Focal Passages: 2 Peter 2:1-22; Jude 1-25
Jesus’ words “be wise as serpents and innocent as doves” is apt instruction concerning the elusive doctrinal deception that often occurs in the body of Christ. It takes intellectual shrewdness to detect the words of a theological troublemaker. False teachers have always been a threat to the purity of the gospel, especially when they appeal to human sensuality, the questioning of biblical authority, and the desire for material gain. False teachers that have gone astray face God’s judgment for leading others to the waterless springs of Godless desires. They promise freedom, but deliver slavery and corruption.
J.I. Packer argues that the church is to be “a learning and teaching fellowship in which the passing on of what we learn becomes a regular part of the service we render to each other.”
The most loving act we can offer our brothers and sisters in Christ is to admonish one another to the truth, even if it requires correction. Without theological accountability the passing on of troublesome teaching becomes too pervasive.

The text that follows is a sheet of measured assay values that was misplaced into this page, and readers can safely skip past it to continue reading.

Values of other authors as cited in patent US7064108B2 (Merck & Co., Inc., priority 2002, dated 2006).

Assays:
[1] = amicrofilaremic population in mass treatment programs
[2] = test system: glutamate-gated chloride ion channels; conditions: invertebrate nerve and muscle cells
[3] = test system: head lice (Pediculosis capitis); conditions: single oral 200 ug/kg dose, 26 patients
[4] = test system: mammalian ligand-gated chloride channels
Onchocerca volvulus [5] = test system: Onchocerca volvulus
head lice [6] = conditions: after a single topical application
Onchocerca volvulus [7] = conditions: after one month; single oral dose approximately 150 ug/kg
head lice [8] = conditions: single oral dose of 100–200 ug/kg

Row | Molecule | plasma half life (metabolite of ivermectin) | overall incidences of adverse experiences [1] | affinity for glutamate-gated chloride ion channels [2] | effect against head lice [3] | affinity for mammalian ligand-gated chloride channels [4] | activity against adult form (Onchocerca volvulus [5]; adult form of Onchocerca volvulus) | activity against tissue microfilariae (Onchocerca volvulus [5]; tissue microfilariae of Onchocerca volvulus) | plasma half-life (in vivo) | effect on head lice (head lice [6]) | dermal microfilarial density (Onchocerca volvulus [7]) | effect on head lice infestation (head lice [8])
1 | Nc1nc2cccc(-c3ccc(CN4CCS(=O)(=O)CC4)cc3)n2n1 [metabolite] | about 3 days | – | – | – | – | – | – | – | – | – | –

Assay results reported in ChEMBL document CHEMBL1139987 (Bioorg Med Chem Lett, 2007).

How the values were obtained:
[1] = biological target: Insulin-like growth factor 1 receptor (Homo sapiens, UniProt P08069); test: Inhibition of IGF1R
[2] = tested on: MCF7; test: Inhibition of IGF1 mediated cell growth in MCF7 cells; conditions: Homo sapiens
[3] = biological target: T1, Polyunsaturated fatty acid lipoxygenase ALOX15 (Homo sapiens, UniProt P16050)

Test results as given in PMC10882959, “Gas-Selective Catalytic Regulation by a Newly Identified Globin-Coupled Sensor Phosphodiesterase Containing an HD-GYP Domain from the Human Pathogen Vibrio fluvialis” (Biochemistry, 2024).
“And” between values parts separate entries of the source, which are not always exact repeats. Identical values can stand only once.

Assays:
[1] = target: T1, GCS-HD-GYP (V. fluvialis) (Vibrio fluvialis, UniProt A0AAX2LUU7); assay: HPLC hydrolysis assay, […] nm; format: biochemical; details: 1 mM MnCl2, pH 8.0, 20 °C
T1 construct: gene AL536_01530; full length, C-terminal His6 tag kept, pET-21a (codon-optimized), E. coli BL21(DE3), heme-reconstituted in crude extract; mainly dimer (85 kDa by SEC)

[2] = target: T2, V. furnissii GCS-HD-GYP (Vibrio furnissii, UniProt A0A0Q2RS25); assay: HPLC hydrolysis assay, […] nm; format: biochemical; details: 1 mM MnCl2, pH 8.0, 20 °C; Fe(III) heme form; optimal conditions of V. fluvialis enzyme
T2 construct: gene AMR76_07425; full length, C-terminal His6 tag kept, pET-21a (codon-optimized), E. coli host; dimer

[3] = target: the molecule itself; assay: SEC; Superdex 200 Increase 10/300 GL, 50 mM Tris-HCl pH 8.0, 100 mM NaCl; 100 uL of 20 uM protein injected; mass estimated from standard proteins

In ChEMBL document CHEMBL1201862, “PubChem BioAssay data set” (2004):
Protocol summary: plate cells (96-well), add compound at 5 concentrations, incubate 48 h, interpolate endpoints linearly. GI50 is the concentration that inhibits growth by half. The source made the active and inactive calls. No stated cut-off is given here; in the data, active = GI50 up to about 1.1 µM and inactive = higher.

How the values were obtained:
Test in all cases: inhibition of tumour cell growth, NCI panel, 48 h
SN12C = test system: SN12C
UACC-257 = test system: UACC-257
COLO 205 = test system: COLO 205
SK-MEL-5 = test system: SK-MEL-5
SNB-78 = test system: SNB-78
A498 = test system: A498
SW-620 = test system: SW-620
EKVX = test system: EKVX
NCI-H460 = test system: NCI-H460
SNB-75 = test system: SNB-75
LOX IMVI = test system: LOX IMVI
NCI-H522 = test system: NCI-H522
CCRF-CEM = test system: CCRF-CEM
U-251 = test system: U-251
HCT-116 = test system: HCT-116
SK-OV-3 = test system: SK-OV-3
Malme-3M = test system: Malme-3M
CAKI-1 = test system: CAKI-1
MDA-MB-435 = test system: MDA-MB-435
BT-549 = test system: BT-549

The dissemination of false teaching has stretched well beyond the local church. Where false teaching was once contained by geography, it is now propagated through mass media, the Internet, and even in “Christian” literature. The gospel of health, wealth, and prosperity is not only ready available to Christians everywhere, it also appeals to humanity’s deepest sensual and material desires.
The gospel of Jesus Christ as revealed in God’s authoritative word should be the litmus test of all teaching. Anyone who peddles a message that our best life is found by pursuing the good and benefits from this life now, inordinately takes the good gifts of God and establishes them above the giver, God Himself. May we be satisfied with Him and Him alone! Jesus’ presence and approval is all we need for everlasting joy.